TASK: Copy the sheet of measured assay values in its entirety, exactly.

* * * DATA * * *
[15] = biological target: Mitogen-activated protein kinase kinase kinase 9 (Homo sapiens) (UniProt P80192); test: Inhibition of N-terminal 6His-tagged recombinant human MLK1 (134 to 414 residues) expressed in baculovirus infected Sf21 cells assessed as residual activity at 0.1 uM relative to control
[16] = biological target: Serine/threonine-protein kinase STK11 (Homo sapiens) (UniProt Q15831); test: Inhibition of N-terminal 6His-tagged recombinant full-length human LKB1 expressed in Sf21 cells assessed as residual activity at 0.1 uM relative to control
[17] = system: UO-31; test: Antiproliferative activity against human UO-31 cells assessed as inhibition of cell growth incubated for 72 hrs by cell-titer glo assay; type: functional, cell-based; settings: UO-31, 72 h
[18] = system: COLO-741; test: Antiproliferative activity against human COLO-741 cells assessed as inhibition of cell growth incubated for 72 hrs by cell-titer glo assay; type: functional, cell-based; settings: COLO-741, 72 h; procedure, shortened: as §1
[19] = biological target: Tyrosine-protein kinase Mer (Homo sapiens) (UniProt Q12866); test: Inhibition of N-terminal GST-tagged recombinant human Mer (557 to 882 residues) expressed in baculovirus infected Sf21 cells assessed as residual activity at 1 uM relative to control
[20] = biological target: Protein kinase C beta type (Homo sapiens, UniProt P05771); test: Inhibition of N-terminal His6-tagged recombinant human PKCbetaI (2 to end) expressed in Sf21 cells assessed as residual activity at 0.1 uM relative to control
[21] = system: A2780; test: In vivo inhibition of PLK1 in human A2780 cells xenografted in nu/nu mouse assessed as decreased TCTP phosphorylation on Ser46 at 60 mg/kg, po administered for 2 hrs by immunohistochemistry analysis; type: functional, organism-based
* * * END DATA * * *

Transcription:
[15] = biological target: Mitogen-activated protein kinase kinase kinase 9 (Homo sapiens) (UniProt P80192); test: Inhibition of N-terminal 6His-tagged recombinant human MLK1 (134 to 414 residues) expressed in baculovirus infected Sf21 cells assessed as residual activity at 0.1 uM relative to control
[16] = biological target: Serine/threonine-protein kinase STK11 (Homo sapiens) (UniProt Q15831); test: Inhibition of N-terminal 6His-tagged recombinant full-length human LKB1 expressed in Sf21 cells assessed as residual activity at 0.1 uM relative to control
[17] = system: UO-31; test: Antiproliferative activity against human UO-31 cells assessed as inhibition of cell growth incubated for 72 hrs by cell-titer glo assay; type: functional, cell-based; settings: UO-31, 72 h
[18] = system: COLO-741; test: Antiproliferative activity against human COLO-741 cells assessed as inhibition of cell growth incubated for 72 hrs by cell-titer glo assay; type: functional, cell-based; settings: COLO-741, 72 h; procedure, shortened: as §1
[19] = biological target: Tyrosine-protein kinase Mer (Homo sapiens) (UniProt Q12866); test: Inhibition of N-terminal GST-tagged recombinant human Mer (557 to 882 residues) expressed in baculovirus infected Sf21 cells assessed as residual activity at 1 uM relative to control
[20] = biological target: Protein kinase C beta type (Homo sapiens, UniProt P05771); test: Inhibition of N-terminal His6-tagged recombinant human PKCbetaI (2 to end) expressed in Sf21 cells assessed as residual activity at 0.1 uM relative to control
[21] = system: A2780; test: In vivo inhibition of PLK1 in human A2780 cells xenografted in nu/nu mouse assessed as decreased TCTP phosphorylation on Ser46 at 60 mg/kg, po administered for 2 hrs by immunohistochemistry analysis; type: functional, organism-based